“This young man needs some pickles and bread!” one server called out to the other.
It was just after dark and I was sitting at Gottlieb’s Restaurant (352 Roebling Street, 718-384-6612). Hasidic men and women were ordering takeout from the deli counter, and a long-bearded employee was slicing turkey and freshly streamed pastrami. The table next to me was full of the type of patron you might find in any Brooklyn coffee shop on a Wednesday afternoon, except they were all wearing kippahs (yarmulkes) and speaking in Yiddish. It was strange and wonderful and exciting.
Gottlieb’s has been in the same storefront since 1962, when it was opened by Zoltan Gottlieb, a Hungarian immigrant who came to this country after cooking in concentration camps in Germany. The menu has not changed much over the years, and the place specializes in Eastern European staples, like Hungarian goulash and stuffed cabbage, and pastrami and corned beef sandwiches. “We have microwaves now,” says third-generation owner Menashe Gottlieb. “Although we don’t ever use them.”
With its bright neon pink and blue signage, Gottlieb’s looks and feels like a 1970s deli, though it’s populated predominantly by Hasidic Jews, who all seem to wear Bluetooth earpieces. The entire restaurant is one room, with a continuous line of people getting to-go orders of cabbage and matzoh ball soup and pints of chopped liver, available only on Thursday and Friday. On the top of the coat racks sit the large black hats worn by most men throughout the neighborhood. The servers speak Yiddish and English, seemingly mixing the two for most tables. And the service, truly, is fantastic. On my last visit, my turkey and pastrami sandwich seemed to be taking a minute too long. Just as that thought crossed my mind, the server told me they were, unfortunately, out of the needed rye bread, but that they had just run out to grab some more. Minutes later, an out-of-breath employee stormed through the front door, fresh loaves in hand.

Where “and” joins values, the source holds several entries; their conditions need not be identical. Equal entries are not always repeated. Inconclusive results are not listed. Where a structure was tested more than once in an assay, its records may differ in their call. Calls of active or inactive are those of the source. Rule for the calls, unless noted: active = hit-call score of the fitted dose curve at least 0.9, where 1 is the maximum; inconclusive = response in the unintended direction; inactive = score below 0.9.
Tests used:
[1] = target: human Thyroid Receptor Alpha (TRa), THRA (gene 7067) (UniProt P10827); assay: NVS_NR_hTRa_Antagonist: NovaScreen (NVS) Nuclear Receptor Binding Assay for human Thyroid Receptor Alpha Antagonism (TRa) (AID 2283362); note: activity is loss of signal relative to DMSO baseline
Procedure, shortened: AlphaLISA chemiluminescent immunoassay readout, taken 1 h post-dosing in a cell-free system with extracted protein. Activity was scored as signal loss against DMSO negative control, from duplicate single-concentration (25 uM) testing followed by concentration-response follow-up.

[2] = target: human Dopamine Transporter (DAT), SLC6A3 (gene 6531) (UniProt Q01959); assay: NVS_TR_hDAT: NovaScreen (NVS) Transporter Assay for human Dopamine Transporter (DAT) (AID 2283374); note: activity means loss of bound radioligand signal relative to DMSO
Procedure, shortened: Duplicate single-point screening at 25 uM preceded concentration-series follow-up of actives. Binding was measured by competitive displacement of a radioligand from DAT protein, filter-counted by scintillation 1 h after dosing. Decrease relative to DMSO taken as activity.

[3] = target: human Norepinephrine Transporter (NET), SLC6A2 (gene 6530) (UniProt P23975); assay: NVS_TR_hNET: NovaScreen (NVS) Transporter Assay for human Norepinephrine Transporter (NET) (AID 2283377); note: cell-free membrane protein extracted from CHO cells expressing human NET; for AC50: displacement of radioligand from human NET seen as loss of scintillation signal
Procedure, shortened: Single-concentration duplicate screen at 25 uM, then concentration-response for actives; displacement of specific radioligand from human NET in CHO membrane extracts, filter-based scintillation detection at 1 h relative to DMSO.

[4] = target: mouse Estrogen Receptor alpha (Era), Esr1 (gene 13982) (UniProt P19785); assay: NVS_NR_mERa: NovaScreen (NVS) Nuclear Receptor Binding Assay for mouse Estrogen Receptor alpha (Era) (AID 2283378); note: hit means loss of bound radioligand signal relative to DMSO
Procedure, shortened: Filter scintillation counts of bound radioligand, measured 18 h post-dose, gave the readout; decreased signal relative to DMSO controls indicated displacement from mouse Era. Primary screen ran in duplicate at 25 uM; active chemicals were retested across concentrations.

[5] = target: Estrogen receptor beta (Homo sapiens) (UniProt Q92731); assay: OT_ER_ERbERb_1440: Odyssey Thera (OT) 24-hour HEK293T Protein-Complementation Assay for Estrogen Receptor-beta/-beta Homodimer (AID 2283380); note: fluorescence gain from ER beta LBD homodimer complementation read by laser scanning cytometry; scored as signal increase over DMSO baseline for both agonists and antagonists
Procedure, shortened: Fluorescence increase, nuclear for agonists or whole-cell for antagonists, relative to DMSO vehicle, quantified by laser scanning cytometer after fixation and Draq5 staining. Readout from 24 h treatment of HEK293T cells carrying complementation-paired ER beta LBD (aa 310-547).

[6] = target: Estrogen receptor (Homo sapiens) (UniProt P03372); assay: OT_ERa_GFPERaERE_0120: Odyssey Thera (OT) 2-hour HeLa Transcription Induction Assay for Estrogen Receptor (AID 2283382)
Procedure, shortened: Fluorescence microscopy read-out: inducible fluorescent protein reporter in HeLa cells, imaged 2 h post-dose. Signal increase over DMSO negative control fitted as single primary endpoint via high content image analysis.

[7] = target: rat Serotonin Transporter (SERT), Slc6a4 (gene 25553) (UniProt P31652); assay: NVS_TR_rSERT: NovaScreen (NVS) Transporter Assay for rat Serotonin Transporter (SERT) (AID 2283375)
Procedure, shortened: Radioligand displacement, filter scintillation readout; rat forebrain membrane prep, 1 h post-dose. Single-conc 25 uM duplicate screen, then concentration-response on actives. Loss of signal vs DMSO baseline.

Sadly, the pastrami was flavorless, and the thinly sliced turkey had somehow melted into the pastrami. However, the bread to start my meal — fresh-baked challah with a shiny golden crust — was just perfect, as were the sour and briny pickles that accompanied it. (And despite that misstep, the rest of the menu is reliable.)
Open from noon till 10 p.m., the restaurant closes on Saturday in observance of the Sabbath. Gottlieb’s is also kosher — you can’t get a slice of Swiss on your pastrami here.
I recommend the sweet apple egg noodle kugel to end your meal. Filled with raisins, it has that almost chewy texture that kugel fans are always seeking.